Local Businesses Give Startup CT Mixed Marks

Local business owners find new White House initiative moderately useful, but largely not for them.

Local businesses trying out the newly launched Startup Connecticut website, part of the national Startup America Partnership, gave it mixed reviews, not seeing it directly applicable to their new small business.

The website, which was created to “help to reinvent Connecticut by assisting high-growth entrepreneurship,” according to a press release issued from Gov. Dannel Malloy’s office, offers resources for small businesses and startups and promises of assistance for groundbreaking ideas.

“Startup Connecticut will form the basis of a new public/private partnership that will bring sweeping changes to how we approach and support our state’s startups and small business entrepreneurs,” Malloy said, adding that the program “will give us a series of coordinated efforts to improve our track record.”

Connecticut was the third state to launch a site as part of Startup America, an initiative of President Barack Obama’s to stimulate high-growth entrepreneurship.

“I will absolutely use the website, both for networking and as a general business reference,” said Kaysa Cruse, owner of in Brookfield, which opened nine months ago. 

“As a business owner, it’s nice to have other people accessible,” she said. “You tend to be by yourself as an entrepreneur.”

Cruse, who worked in the gym for five years when it was called Positive Energy before purchasing it in February, said she’s happy to see new opportunities for entrepreneurs, as they “have been neglected in recent years,” and “many of the new technologies and services that we depend on daily began with one individual’s idea.”

“I’m not sure it would help directly,” she added. “However, I think it will help me as a resource and guide in growing my business,” particularly through connections with successful entrepreneurs.

Chris and Billie Jo Bernhardt, who opened on Federal Road in April, surveyed the website and found it to be a less user friendly, less valuable version of SCORE, an existing statewide resource for small businesses with offices in Danbury.

While the Bernhardts said they liked SCORE for the “ability to reach out to possible resources,” for both expertise and capital, Startup Connecticut has the “potential to be useful, but there was no actual direction,” Chris said.

Searching through the website, in their area of interest, “The majority had names of potential companies but no further information,” he said. “No contact, no explanation of how they would help you.”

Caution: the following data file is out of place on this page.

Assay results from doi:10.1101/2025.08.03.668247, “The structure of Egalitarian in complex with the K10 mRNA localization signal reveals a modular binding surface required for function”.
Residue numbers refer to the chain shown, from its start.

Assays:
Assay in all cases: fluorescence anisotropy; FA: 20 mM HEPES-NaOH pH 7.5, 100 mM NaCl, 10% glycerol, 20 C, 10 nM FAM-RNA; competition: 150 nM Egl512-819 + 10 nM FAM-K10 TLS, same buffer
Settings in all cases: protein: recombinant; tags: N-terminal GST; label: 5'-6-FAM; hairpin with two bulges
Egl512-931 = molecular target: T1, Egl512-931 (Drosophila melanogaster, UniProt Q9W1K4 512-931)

The other potential use for the site, obtaining funding and loan assistance, is hardly a sure thing, Billie Jo said. Following through to apply, business owners are told that funding is expected, however they’re given no other information on when or how to go about getting it.

What new businesses are really looking for is to get the word out, she said, suggesting the state offer “free advertising for businesses that opened in the last six months.”

“It was a useless website,” Chris said. “I would never go back unless they revamped it.”

“All they have to offer is resources and they’re already out there,” Billie Jo agreed, referring to SCORE. “I feel they just want to find out what ideas there are for businesses to raise the level of employment in Connecticut.”

The site is “not something for me,” agreed , who has been in business at 777 Federal Road since February 2010 and runs what she calls a “solo practice,” with the job creating potential for “one, maybe two people,” not the sort of new business the state is interested in.

But in her assessment the website is a “good resource for people with an idea,” which is especially important in this climate, she said, as established businesses such as her husband’s in New Milford aren’t adding to their employment numbers right now either.

“When you take on employees it costs you money,” she said, pointing to the payroll tax. “He’d rather work the guys he has harder and longer,” which is generally fine with workers looking to pick up more shifts.

For the “people who are looking, if they’ve been laid off, it [Startup Connecticut] could be a good way to partner up and do something on their own,” she said. “Especially as the kids get older and the moms need to work, this is a good place to start, to see who’s hiring, what’s out there.”

“And I’m all about that loan forgiveness program,” she added.

Daniel Briere October 12, 2011 at 12:28 PM
I am involved with this initiative, and I agree that the full breadth of the Startup Connecticut program has not been announced, but realize it is far far more than just a website. Startup Connecticut will bring new physical and virtual facilities to the state, new funding for startups, a strong statewide mentor network, greased paths to market for startups in specific industries, and other things, resulting in a faster time to market and higher probability of success. I think it is imminently fair to rate the website -- I think it's got a lot of potential too and is not there yet. But that's just one piece of a really big pie here in CT. Expect to see more announced before the end of 2011 that is very meaty and very statewide. Stay tuned!
Steven DeVaux October 12, 2011 at 05:18 PM
Where would Warren Buffet, Steve Jobs, Bill Gates and the host of entreprenurial Americans be without government assistance? Indeed, where would our founding fathers have grown from if not for more government assistance.


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